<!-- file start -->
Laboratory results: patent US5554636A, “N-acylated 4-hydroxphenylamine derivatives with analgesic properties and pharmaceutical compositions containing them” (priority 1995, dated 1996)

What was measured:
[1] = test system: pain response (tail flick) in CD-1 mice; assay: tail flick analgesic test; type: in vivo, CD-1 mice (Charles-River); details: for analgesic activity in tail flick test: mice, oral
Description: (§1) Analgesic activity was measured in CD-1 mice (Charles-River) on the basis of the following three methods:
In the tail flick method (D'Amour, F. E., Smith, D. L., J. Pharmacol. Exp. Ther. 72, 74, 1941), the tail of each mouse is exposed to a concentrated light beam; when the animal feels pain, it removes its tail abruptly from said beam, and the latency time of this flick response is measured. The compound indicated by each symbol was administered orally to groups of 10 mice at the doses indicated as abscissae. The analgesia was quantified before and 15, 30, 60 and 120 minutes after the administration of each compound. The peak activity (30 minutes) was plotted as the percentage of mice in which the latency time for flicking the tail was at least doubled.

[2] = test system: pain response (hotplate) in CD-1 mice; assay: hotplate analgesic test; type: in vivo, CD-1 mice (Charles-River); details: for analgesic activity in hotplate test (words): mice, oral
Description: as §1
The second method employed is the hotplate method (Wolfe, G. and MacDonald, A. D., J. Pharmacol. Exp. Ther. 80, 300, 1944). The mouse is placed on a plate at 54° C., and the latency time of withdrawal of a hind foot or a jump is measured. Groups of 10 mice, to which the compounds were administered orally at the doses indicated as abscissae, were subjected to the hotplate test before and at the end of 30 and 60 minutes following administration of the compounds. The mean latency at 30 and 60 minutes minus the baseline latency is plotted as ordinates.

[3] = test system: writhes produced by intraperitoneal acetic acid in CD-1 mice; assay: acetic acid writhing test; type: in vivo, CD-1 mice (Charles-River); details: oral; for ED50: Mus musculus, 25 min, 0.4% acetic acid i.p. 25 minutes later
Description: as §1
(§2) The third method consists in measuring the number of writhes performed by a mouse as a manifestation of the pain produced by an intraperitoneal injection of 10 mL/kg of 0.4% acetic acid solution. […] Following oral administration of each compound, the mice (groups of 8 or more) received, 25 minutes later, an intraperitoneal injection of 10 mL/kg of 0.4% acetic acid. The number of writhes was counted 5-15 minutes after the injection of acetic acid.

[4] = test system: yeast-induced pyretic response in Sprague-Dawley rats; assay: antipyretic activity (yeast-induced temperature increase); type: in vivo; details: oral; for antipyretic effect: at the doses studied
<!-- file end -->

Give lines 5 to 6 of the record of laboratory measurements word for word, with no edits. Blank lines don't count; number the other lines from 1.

In the tail flick method (D'Amour, F. E., Smith, D. L., J. Pharmacol. Exp. Ther. 72, 74, 1941), the tail of each mouse is exposed to a concentrated light beam; when the animal feels pain, it removes its tail abruptly from said beam, and the latency time of this flick response is measured. The compound indicated by each symbol was administered orally to groups of 10 mice at the doses indicated as abscissae. The analgesia was quantified before and 15, 30, 60 and 120 minutes after the administration of each compound. The peak activity (30 minutes) was plotted as the percentage of mice in which the latency time for flicking the tail was at least doubled.

[2] = test system: pain response (hotplate) in CD-1 mice; assay: hotplate analgesic test; type: in vivo, CD-1 mice (Charles-River); details: for analgesic activity in hotplate test (words): mice, oral